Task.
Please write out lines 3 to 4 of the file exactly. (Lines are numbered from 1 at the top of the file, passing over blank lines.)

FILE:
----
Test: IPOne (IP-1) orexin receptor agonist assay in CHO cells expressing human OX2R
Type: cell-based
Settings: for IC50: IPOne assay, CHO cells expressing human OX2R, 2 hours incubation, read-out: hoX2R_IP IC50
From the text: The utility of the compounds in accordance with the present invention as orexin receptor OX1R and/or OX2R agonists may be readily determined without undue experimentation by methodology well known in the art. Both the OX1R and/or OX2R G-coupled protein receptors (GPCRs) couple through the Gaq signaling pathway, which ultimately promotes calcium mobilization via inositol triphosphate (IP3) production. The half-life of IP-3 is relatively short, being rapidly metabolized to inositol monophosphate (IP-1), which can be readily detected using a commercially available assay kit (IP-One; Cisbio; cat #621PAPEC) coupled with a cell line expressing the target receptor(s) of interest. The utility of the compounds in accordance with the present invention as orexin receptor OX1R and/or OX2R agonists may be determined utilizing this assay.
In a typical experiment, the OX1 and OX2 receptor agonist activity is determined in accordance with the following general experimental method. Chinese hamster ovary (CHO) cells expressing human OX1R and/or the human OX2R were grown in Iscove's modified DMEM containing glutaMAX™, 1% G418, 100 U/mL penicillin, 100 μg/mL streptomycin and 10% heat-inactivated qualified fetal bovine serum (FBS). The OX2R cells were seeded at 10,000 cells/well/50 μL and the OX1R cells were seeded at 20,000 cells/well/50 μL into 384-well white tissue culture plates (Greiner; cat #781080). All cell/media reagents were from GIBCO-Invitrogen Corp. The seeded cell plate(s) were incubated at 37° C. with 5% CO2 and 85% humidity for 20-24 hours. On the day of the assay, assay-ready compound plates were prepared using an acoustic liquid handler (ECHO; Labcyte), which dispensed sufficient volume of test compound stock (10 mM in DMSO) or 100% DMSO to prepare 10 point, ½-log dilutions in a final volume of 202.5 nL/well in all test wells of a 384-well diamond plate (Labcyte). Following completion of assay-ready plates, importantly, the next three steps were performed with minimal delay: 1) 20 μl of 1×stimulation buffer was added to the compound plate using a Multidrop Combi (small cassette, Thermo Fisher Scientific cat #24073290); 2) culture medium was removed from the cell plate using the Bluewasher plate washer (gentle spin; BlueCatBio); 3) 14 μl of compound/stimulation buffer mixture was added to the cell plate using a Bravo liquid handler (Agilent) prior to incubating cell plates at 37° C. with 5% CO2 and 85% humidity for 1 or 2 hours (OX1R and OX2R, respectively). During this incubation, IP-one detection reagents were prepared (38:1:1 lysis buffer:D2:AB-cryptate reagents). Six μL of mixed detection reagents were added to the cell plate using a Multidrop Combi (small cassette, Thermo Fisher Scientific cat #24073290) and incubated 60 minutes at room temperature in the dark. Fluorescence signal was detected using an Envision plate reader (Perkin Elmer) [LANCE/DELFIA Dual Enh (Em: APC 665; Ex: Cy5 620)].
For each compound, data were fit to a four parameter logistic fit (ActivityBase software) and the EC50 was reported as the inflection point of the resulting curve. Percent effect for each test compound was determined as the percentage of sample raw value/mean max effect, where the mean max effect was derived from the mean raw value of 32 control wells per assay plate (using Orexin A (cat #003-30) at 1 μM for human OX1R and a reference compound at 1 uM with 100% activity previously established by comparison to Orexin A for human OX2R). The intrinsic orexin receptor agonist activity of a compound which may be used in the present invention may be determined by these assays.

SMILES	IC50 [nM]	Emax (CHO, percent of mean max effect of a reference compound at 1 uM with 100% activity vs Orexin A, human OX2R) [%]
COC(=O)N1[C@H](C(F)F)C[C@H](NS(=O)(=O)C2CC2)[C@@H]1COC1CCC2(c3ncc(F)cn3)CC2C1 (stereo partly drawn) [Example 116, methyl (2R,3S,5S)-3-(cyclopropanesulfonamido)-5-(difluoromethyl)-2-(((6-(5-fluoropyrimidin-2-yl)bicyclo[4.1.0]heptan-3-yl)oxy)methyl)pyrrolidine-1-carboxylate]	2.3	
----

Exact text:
Settings: for IC50: IPOne assay, CHO cells expressing human OX2R, 2 hours incubation, read-out: hoX2R_IP IC50
From the text: The utility of the compounds in accordance with the present invention as orexin receptor OX1R and/or OX2R agonists may be readily determined without undue experimentation by methodology well known in the art. Both the OX1R and/or OX2R G-coupled protein receptors (GPCRs) couple through the Gaq signaling pathway, which ultimately promotes calcium mobilization via inositol triphosphate (IP3) production. The half-life of IP-3 is relatively short, being rapidly metabolized to inositol monophosphate (IP-1), which can be readily detected using a commercially available assay kit (IP-One; Cisbio; cat #621PAPEC) coupled with a cell line expressing the target receptor(s) of interest. The utility of the compounds in accordance with the present invention as orexin receptor OX1R and/or OX2R agonists may be determined utilizing this assay.